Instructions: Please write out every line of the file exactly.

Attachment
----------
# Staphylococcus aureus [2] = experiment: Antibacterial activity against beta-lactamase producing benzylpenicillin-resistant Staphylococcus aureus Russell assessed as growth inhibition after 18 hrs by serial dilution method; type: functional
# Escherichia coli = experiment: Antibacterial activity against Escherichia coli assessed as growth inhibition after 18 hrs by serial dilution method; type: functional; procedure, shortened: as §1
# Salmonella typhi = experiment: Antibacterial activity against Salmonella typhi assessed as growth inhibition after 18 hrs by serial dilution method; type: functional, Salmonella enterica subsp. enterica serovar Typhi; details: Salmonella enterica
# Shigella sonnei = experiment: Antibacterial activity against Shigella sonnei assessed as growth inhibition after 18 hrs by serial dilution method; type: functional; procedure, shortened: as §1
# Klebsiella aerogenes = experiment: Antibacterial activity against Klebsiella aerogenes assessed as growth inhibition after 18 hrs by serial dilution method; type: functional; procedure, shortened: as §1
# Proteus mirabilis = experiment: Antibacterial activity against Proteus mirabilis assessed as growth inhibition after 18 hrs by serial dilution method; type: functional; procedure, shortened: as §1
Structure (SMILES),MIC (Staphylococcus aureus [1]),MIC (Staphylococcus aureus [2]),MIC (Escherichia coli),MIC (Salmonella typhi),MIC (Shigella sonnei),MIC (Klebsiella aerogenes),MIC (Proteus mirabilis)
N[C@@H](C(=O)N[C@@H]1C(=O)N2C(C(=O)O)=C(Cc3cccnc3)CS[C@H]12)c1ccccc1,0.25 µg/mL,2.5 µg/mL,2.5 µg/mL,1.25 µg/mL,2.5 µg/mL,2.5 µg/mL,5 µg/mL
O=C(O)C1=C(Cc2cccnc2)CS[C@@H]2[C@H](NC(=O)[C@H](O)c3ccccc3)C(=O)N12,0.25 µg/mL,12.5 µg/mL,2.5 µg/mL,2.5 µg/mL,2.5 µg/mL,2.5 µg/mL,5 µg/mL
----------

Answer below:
# Staphylococcus aureus [2] = experiment: Antibacterial activity against beta-lactamase producing benzylpenicillin-resistant Staphylococcus aureus Russell assessed as growth inhibition after 18 hrs by serial dilution method; type: functional
# Escherichia coli = experiment: Antibacterial activity against Escherichia coli assessed as growth inhibition after 18 hrs by serial dilution method; type: functional; procedure, shortened: as §1
# Salmonella typhi = experiment: Antibacterial activity against Salmonella typhi assessed as growth inhibition after 18 hrs by serial dilution method; type: functional, Salmonella enterica subsp. enterica serovar Typhi; details: Salmonella enterica
# Shigella sonnei = experiment: Antibacterial activity against Shigella sonnei assessed as growth inhibition after 18 hrs by serial dilution method; type: functional; procedure, shortened: as §1
# Klebsiella aerogenes = experiment: Antibacterial activity against Klebsiella aerogenes assessed as growth inhibition after 18 hrs by serial dilution method; type: functional; procedure, shortened: as §1
# Proteus mirabilis = experiment: Antibacterial activity against Proteus mirabilis assessed as growth inhibition after 18 hrs by serial dilution method; type: functional; procedure, shortened: as §1
Structure (SMILES),MIC (Staphylococcus aureus [1]),MIC (Staphylococcus aureus [2]),MIC (Escherichia coli),MIC (Salmonella typhi),MIC (Shigella sonnei),MIC (Klebsiella aerogenes),MIC (Proteus mirabilis)
N[C@@H](C(=O)N[C@@H]1C(=O)N2C(C(=O)O)=C(Cc3cccnc3)CS[C@H]12)c1ccccc1,0.25 µg/mL,2.5 µg/mL,2.5 µg/mL,1.25 µg/mL,2.5 µg/mL,2.5 µg/mL,5 µg/mL
O=C(O)C1=C(Cc2cccnc2)CS[C@@H]2[C@H](NC(=O)[C@H](O)c3ccccc3)C(=O)N12,0.25 µg/mL,12.5 µg/mL,2.5 µg/mL,2.5 µg/mL,2.5 µg/mL,2.5 µg/mL,5 µg/mL